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Disrupting gender norms in health systems

Hay, Katherine, McDougal, Lotus, Percival, Valerie, Henry, Sarah, Klugman, Jeni, Wurie, Haja, Raven, Joanna ORCID:, Shabalala, Fortunate, Fielding-Miller, Rebecca, Dey, Arnab, Dehingia, Nabamallika, Morgan, Rosemary, Atmavilas, Yamini, Saggurti, Niranjan, Yore, Jennifer, Blokhina, Elena, Huque, Rumana, Barasa, Edwine, Bhan, Nandita, Kharel, Chandani, Silverman, Jay G and Raj, Anita (2019) 'Disrupting gender norms in health systems'. Lancet, Vol 393, Issue 10190, pp. 2535-2549.

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Restrictive gender norms and gender inequalities are replicated and reinforced in health systems, contributing to gender inequalities in health. We explore how to address all three, first through recognition, and then with disruptive solutions. We used intersectional feminist theory to guide our systematic reviews, qualitative case based on lived experiences, and quantitative analyses based on cross-sectional and evaluation research. We found that: systems of healthcare delivery reinforce patients’ traditional gender roles and neglect gender inequalities in health; health system models and clinic-based programmes are rarely gender responsive; and women have less authority as health workers, relative to men, and are often devalued and abused. In looking at the potential for disruption, we found that gender equality policies are associated with higher representation of women physicians, and higher representation of women physicians is associated with better health outcomes, but that gender parity is not sufficient to achieve gender equality. We found indications that institutional support and respect of nurses improves quality of care, and that women’s empowerment collectives can increase health care access and provider responsiveness. We see promise from social movements in supporting women’s reproductive rights and policies. Combined, our findings suggest we must go beyond seeing gender as code for ‘women and girls,’ and as an ‘add on’, but rather, as a fundamental factor that predetermines and shapes health systems and outcomes. Without intentionally addressing the role of restrictive gender norms and gender inequalities both within and outside of the health system, we will not reach our collective ambitions of Universal Health Coverage, and the Sustainable Development Goals more broadly. We propose action to systematically identify and address restrictive gender norms and gender inequalities in health systems.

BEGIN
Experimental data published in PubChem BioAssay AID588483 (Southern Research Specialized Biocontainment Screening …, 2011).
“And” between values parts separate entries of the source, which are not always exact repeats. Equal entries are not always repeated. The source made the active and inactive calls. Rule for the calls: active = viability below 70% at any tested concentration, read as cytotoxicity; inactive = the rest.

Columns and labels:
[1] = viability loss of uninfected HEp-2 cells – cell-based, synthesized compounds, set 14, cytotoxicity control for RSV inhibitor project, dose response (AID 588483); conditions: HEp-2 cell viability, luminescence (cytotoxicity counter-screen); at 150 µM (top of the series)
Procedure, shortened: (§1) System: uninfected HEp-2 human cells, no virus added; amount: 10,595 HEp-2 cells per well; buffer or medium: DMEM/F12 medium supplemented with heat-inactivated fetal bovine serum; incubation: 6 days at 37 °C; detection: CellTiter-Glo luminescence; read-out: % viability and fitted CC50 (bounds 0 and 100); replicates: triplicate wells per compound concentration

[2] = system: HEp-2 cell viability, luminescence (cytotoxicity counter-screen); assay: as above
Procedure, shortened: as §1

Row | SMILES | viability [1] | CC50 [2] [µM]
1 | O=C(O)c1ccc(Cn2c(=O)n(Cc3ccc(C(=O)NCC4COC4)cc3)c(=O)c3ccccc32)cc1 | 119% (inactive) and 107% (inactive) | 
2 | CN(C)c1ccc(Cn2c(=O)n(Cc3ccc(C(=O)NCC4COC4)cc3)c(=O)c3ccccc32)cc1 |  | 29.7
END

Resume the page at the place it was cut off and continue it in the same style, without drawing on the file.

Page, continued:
Item Type: Article
Subjects: W General Medicine. Health Professions > W 74 Medical economics. Health care costs
W General Medicine. Health Professions > Health Services. Patients and Patient Advocacy > W 84.4 Quality of Health Care
Faculty: Department: Clinical Sciences & International Health > International Public Health Department
Digital Object Identifer (DOI):
Depositing User: Stacy Murtagh
Date Deposited: 04 Jun 2019 14:16
Last Modified: 30 Nov 2019 02:02


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